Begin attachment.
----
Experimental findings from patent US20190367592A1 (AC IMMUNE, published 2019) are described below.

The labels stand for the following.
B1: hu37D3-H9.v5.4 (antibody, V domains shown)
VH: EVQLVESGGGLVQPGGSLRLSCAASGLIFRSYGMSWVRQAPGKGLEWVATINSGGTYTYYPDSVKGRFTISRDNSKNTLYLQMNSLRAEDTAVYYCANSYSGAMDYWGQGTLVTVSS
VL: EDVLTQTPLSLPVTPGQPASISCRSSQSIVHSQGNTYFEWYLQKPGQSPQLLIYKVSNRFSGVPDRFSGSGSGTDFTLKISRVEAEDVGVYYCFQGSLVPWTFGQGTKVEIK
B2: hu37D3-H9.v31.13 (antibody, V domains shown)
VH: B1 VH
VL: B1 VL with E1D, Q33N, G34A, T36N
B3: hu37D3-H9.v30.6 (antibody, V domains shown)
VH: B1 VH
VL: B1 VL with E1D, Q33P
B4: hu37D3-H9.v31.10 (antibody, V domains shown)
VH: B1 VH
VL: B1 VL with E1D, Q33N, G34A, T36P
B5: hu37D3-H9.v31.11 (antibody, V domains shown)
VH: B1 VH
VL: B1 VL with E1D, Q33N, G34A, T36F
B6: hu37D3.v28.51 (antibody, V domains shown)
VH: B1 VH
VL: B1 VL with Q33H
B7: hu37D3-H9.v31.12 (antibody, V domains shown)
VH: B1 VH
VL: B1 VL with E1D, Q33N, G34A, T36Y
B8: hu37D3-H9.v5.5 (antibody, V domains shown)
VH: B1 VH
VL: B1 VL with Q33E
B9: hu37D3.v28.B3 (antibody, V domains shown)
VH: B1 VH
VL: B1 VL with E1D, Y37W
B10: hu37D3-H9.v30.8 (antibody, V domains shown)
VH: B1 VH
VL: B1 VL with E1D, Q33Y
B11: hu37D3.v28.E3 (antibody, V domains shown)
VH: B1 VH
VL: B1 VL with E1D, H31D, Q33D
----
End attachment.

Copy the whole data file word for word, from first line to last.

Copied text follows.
Experimental findings from patent US20190367592A1 (AC IMMUNE, published 2019) are described below.

The labels stand for the following.
B1: hu37D3-H9.v5.4 (antibody, V domains shown)
VH: EVQLVESGGGLVQPGGSLRLSCAASGLIFRSYGMSWVRQAPGKGLEWVATINSGGTYTYYPDSVKGRFTISRDNSKNTLYLQMNSLRAEDTAVYYCANSYSGAMDYWGQGTLVTVSS
VL: EDVLTQTPLSLPVTPGQPASISCRSSQSIVHSQGNTYFEWYLQKPGQSPQLLIYKVSNRFSGVPDRFSGSGSGTDFTLKISRVEAEDVGVYYCFQGSLVPWTFGQGTKVEIK
B2: hu37D3-H9.v31.13 (antibody, V domains shown)
VH: B1 VH
VL: B1 VL with E1D, Q33N, G34A, T36N
B3: hu37D3-H9.v30.6 (antibody, V domains shown)
VH: B1 VH
VL: B1 VL with E1D, Q33P
B4: hu37D3-H9.v31.10 (antibody, V domains shown)
VH: B1 VH
VL: B1 VL with E1D, Q33N, G34A, T36P
B5: hu37D3-H9.v31.11 (antibody, V domains shown)
VH: B1 VH
VL: B1 VL with E1D, Q33N, G34A, T36F
B6: hu37D3.v28.51 (antibody, V domains shown)
VH: B1 VH
VL: B1 VL with Q33H
B7: hu37D3-H9.v31.12 (antibody, V domains shown)
VH: B1 VH
VL: B1 VL with E1D, Q33N, G34A, T36Y
B8: hu37D3-H9.v5.5 (antibody, V domains shown)
VH: B1 VH
VL: B1 VL with Q33E
B9: hu37D3.v28.B3 (antibody, V domains shown)
VH: B1 VH
VL: B1 VL with E1D, Y37W
B10: hu37D3-H9.v30.8 (antibody, V domains shown)
VH: B1 VH
VL: B1 VL with E1D, Q33Y
B11: hu37D3.v28.E3 (antibody, V domains shown)
VH: B1 VH
VL: B1 VL with E1D, H31D, Q33D